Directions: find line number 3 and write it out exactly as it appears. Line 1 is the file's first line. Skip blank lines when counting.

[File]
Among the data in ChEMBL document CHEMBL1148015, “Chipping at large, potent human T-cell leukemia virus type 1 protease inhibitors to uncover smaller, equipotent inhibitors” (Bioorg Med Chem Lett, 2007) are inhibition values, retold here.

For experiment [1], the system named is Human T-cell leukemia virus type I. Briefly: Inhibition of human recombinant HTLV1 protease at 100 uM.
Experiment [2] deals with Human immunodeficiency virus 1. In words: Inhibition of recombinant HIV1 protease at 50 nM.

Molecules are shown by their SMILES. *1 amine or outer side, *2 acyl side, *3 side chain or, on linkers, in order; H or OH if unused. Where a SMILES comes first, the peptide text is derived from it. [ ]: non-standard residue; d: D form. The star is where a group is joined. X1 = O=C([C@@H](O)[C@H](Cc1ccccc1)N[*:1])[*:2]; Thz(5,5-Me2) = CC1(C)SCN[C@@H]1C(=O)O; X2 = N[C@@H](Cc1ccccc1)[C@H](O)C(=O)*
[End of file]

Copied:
Experiment [2] deals with Human immunodeficiency virus 1. In words: Inhibition of recombinant HIV1 protease at 50 nM.